Hiding his annoyance at being disturbed, he did not understand why he should be interviewed for what he thought was an ordinary act. “My wife woke me up and urged me to go and help patients who were screaming for help. Without thinking I ran and called my neighbour. Together, we took a shovel to break a hole in the wall. Since I am a mason I have bamboo poles and with some rope we tied them together and made a ladder to climb the hospital building,” said Mandal in a matter-of-fact tone.
Raju Bhandari and his friends were among the first to climb up the back of the hospital building on the bamboo scaffolding that was left standing for hospital renovation.
They saw patients on the second and third floors banging desperately on the window panes to shatter the glass. Fourteen-year-old Akhoy Lal, a school dropout, said it was tough bringing those who could not move or walk down the makeshift ladder.
Fire officials acknowledge the role of slumdwellers in the rescue efforts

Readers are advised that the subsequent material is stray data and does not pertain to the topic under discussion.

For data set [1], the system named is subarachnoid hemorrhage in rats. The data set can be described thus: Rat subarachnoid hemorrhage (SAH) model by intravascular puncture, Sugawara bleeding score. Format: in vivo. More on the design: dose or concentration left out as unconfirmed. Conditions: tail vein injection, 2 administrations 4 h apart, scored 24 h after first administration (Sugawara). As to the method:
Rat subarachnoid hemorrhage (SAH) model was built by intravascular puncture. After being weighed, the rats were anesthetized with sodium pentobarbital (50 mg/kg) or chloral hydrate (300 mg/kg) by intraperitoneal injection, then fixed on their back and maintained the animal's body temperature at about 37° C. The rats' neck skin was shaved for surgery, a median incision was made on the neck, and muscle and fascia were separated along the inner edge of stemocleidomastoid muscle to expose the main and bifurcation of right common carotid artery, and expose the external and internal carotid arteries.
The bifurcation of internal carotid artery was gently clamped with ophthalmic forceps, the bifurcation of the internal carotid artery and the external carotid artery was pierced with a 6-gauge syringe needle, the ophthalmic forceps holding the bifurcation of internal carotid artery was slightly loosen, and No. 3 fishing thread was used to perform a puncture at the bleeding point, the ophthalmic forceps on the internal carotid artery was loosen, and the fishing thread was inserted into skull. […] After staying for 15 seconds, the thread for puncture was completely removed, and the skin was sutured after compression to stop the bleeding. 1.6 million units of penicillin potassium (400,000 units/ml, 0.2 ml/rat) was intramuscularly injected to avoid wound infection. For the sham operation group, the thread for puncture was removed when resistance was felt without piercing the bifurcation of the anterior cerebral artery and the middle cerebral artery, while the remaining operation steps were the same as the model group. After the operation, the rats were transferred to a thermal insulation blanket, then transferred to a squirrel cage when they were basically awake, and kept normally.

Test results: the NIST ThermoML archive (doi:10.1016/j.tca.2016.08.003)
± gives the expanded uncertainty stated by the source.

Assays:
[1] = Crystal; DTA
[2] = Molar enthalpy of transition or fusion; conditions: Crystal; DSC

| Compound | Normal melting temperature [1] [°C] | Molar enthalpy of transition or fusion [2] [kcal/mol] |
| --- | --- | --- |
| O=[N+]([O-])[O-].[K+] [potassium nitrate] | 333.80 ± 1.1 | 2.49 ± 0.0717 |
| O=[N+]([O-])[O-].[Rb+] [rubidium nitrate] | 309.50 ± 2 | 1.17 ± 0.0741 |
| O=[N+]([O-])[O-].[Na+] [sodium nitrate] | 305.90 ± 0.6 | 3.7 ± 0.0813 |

“Many patients were already dead by the time they were dragged out,” said Akhoy who moved away embarrassed when others pointed to the injury he had suffered on his left shoulder.
India’s National Building Code has more than 80 pages on fire safety. It also recommends a technology that prevents fumes from travelling through the AC ducts as happened in the recent fire.
At AMRI Hospital, the fire actually broke out in the basement, but the deadly smoke travelled through the AC ducts to the floors above. The basement that was meant for parking cars was being used as a storage facility in alleged violation of guidelines.
Fire officials told the media that they had sent notices to the hospital for using the basement to store housekeeping equipment and materials to power back-up units, converting it into a veritable storehouse of inflammable, combustible material.
Moreover, the annex where the fire broke out does not have a ramp to evacuate patients in case of emergency and the building is built on a strip of land squeezed between the Panchanantala slum and another hospital building closely surrounded by a wall that prevents free access for the fire brigade. Despite the information about the lapses and the lack of preparedness on the part of AMRI to fight fire, the fire and emergency department issued a no-objection certificate on August 29.
In a swift move, the Chief Minister of Bengal, Mamata Banerjee, has ordered both a judicial and police probe into the AMRI tragedy, cancelled the license of the AMRI annex and had the six hospital directors arrested. - Infochange News & Features